Paintbrush Basics

Finishing for Beginners / Get Started Carving

Paintbrush Basics

Guidelines for getting the most from your brushes

by Vicki Rhodes

This article was first published in issue 42 of Woodcarving Illustrated.

In its simplest form, a paintbrush is a collection of fibers formed into a specific shape, then tied and glued to a handle. Making informed decisions when purchasing your brushes, and caring for them properly, will give you the best value and results.

Choosing a Brush

When it comes to brushes, you get what you pay for. Think of your brush as a carving tool and purchase the best you can afford.

Handle: The handle should have a natural curve from the ferrule to the tip for a comfortable, well-balanced shape. It should have several coats of enamel or lacquer finish and have the size, series number, and brand imprinted on the handle. Select a length you are comfortable with.

Ferrule: The ferrule should be firm and fit seamlessly around the brush handle. A good quality brush will be crimped on the ferrule. Double crimping assures the ferrule is securely attached to the handle with no wobbles.

Bristles: Natural fur is the most expensive and synthetic bristles are the least expensive. Shorter bristles give the artist more control. Longer bristles are used for lining, striping, and lettering. The finer the tip, the more control the artist has. The bristles should look hand-shaped, not sharp cut, and be well-formed with no stray or wild hairs.

Oval Glaze Small Flat Round Detail Oval Glaze Square Wash
Square wash and oval glaze brushes are used to apply a final finish.

Basic Brush Types

Brushes come in a wide variety of shapes and sizes. While certain types of brushes are created for specific functions, it is important to experiment and discover the effects that each brush is capable of.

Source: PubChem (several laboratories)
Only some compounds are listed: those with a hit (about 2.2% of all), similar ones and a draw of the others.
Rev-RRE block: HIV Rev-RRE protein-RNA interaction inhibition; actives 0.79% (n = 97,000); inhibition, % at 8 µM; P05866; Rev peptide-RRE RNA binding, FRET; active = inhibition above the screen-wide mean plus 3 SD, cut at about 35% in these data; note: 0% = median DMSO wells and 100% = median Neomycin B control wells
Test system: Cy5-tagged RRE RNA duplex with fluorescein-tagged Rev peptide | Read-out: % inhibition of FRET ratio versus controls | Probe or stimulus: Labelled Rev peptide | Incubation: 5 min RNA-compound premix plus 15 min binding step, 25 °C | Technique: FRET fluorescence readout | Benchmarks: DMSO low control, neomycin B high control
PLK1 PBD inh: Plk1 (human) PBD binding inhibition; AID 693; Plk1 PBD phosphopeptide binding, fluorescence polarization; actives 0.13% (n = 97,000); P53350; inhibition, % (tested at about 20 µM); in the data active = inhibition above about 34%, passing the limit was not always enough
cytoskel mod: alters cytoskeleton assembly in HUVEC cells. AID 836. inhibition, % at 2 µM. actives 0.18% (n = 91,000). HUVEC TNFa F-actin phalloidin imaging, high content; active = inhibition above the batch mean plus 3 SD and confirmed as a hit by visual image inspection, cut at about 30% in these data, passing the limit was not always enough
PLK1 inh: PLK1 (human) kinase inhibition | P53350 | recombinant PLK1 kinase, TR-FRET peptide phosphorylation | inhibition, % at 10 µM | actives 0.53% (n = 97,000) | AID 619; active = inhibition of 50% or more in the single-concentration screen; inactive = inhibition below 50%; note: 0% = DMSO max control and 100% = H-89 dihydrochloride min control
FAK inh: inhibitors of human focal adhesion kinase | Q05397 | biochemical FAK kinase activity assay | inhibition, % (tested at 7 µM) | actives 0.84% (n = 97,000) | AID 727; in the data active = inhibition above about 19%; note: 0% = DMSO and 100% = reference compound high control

Basecoat: A flat or oval shape works best to cover large areas. Use a soft bristle brush, as stiff bristles will leave texture. Select the brush size that is appropriate for the area you are going to basecoat. Use a worn brush when basecoating, and save newer brushes for techniques that require the brush be in the best possible condition.

Line Work And Details: Round and liner brushes have a fine tip for more control. Choose as large a brush as you feel comfortable with. More bristles will help the brush last longer and don’t require you to apply as much pressure. Longer bristles hold more paint. The shorter the bristle, the more moisture you will need to add to the paint.

Varnish: Purchase the best you can afford and use it for varnish ONLY! With proper care you will never have to replace it. Select a brush appropriate for the size of the projects you most often paint; 1″ to 11/2″-wide brushes are most common. A larger brush eliminates over-brushing and the possibility of lifting or rolling the previous layer of varnish.

Cleaning Your Brushes

When using your brushes, NEVER walk away and leave paint in the brush. It’s a good habit to rinse a brush before you lay it down, even if only for a moment.

Brush Care

  • Never use a brush to mix large amounts of color.
  • Don’t put new brushes back in their plastic tubes; this bends the bristles beyond repair.
  • If the bristles fray, dip them in hot water for 30 seconds, reshape and allow them to dry.
  • Protect brushes when traveling by rolling them up in a towel or using a brush carrier.

About the Author

Vicki Rhodes is the author of several books and numerous magazine articles.

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